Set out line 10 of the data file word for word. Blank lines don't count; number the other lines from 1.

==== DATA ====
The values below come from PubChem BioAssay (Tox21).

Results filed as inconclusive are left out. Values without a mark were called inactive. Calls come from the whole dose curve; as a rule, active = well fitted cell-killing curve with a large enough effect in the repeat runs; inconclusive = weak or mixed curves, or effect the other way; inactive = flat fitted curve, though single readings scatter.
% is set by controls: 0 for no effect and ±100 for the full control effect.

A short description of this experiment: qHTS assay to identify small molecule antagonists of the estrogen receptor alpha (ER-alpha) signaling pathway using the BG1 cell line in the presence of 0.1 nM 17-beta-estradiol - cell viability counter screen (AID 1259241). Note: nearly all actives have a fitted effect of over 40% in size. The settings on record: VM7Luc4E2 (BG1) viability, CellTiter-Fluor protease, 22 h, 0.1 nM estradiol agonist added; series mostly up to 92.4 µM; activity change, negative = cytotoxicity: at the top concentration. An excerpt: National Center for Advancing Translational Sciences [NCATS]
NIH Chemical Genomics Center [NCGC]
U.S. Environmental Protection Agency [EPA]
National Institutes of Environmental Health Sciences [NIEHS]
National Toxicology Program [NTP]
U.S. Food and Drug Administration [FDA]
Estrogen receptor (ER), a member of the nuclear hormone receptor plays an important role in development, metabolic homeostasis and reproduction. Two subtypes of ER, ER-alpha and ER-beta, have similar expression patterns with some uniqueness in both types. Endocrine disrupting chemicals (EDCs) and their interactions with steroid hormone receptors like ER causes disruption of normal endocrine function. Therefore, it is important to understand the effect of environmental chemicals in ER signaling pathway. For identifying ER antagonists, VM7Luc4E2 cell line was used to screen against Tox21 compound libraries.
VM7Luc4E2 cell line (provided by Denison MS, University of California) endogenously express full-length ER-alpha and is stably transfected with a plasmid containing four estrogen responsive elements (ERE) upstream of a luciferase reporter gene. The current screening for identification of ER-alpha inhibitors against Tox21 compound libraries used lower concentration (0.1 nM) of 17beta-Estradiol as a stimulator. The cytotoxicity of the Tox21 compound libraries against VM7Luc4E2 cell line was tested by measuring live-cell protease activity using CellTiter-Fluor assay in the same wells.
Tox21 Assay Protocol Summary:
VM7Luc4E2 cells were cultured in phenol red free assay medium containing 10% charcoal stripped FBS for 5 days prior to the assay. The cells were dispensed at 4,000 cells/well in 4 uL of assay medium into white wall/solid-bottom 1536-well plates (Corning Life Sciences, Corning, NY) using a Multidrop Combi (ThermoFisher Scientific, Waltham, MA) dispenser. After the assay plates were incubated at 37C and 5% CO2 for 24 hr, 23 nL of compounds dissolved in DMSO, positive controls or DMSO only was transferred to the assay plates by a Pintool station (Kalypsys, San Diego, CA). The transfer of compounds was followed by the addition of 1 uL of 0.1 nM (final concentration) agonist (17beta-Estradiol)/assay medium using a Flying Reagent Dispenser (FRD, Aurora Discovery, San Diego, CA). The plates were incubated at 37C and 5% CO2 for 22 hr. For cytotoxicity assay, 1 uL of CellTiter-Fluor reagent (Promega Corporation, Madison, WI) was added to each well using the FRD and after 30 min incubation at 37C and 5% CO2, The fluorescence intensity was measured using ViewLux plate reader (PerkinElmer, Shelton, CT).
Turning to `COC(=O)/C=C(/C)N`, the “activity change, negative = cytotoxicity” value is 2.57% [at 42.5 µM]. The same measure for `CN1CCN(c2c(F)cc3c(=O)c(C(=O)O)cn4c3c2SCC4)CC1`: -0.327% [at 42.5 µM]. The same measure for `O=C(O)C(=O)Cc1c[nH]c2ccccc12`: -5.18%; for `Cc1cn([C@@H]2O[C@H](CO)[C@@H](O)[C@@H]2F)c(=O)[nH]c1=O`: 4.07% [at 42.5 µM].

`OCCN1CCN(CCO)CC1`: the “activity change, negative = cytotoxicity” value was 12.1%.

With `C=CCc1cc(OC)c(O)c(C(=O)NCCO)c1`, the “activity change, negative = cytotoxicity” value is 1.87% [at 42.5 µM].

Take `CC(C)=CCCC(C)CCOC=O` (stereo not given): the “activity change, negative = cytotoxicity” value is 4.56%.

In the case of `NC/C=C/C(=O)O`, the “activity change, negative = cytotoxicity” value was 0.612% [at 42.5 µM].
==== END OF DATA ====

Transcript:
Estrogen receptor (ER), a member of the nuclear hormone receptor plays an important role in development, metabolic homeostasis and reproduction. Two subtypes of ER, ER-alpha and ER-beta, have similar expression patterns with some uniqueness in both types. Endocrine disrupting chemicals (EDCs) and their interactions with steroid hormone receptors like ER causes disruption of normal endocrine function. Therefore, it is important to understand the effect of environmental chemicals in ER signaling pathway. For identifying ER antagonists, VM7Luc4E2 cell line was used to screen against Tox21 compound libraries.